Putting Student Affairs to the test
Departments in the USC Division of Student Affairs are working hard to make the grade when it comes to assessing their programs and services.
Last year, the Center for Testing and Assessment opened its doors to assist departments in determining if and how their programs have an impact on students.
“One of the accreditation requirements for universities is demonstrating what students are learning beyond what’s on the course syllabus,” said Pat Tobey, associate dean of students and chair of the Student Affairs Assessment Committee. “It is very important that universities demonstrate that they are looking at the goals of their programs and courses, and also their mission statements and strategic plans. Do they align, and are students benefiting?”
The committee recently hosted the second annual Assessment Symposium to showcase departmental assessments. The LGBT Resource Center and Orientation Programs shared the outcomes of their research.
LGBT Resource Center
Two years ago, the LGBT Resource Center began evaluating the effectiveness of its peer mentoring program by identifying the development of mentees in four concentration areas: psychological and emotional support, support for setting goals and choosing a career path, sexuality and gender identity, and health and wellness through occupational engagement. The mentees take a pre-test before the seven-month mentoring program begins and a post-test at the conclusion of the program, in addition to giving entrance and exit interviews.
The results from last year’s survey showed a marked difference in test results. On the pre-test, 5 percent of mentees responded that they strongly agreed with being comfortable with their sexual identity, while 26 percent strongly agreed with the statement only after participating in the mentoring program. Mentees also reported feeling comfortable coming out to much wider circles of friends.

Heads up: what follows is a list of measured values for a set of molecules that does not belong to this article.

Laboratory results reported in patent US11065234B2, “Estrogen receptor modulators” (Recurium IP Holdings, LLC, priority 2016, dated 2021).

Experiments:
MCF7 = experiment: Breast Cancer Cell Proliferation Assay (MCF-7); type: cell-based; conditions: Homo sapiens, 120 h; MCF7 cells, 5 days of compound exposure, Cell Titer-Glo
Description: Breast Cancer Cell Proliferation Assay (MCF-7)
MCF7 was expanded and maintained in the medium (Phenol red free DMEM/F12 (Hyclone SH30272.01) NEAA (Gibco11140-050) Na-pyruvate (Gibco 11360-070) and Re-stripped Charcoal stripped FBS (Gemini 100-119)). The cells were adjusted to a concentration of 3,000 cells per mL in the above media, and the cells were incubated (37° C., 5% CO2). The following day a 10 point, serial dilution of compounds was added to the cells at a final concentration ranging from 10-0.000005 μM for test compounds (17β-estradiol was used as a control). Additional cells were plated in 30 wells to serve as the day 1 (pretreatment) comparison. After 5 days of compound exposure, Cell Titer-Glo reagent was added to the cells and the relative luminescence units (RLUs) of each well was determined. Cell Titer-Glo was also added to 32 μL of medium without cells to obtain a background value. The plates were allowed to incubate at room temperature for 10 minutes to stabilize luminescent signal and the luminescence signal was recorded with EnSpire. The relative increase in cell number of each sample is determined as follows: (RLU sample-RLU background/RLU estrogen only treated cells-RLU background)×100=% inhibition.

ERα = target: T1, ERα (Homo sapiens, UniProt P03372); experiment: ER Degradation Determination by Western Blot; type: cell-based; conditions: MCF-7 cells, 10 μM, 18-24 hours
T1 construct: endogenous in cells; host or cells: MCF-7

“I had seen our students in the program get more involved with student activities, come to terms with their sexual identity and be more confident after their participation in the program, but I had no way to prove it,” said Vincent Vigil, director of the LGBT Resource Center. “I wanted to put research behind it.”
Since 2008, Orientation Programs has required student orientation advisers to take pre- and post-tests to measure leadership development during their nine-month positions. The Orientation Programs staff decided to use a social change model of assessment, which measures student leadership outcomes by focusing on seven concentration areas: consciousness of self, congruence, commitment, collaboration, common purpose, controversy with civility and citizenship.
The data compiled from the 2011 assessment showed that orientation advisers had an increase in the area of consciousness of self, which focuses on awareness of the beliefs, values and emotions that motivate one to take action. On a scale of one to five, the pre-test score in this area was 3.7; it grew to 4.04 by the end of the program. There were also changes in the areas of citizenship, collaboration and controversy with civility.
“As they leave us, we want to make sure the orientation advisers have an impact on the Trojan Family as a whole, the campus community and the surrounding community,” said Tom Studdert, director of the Orientation Programs. “We reevaluate some of the things we’re doing from a leadership development perspective, and it changes how we train and deliver the program.”
Learn more about the USC Assessment Center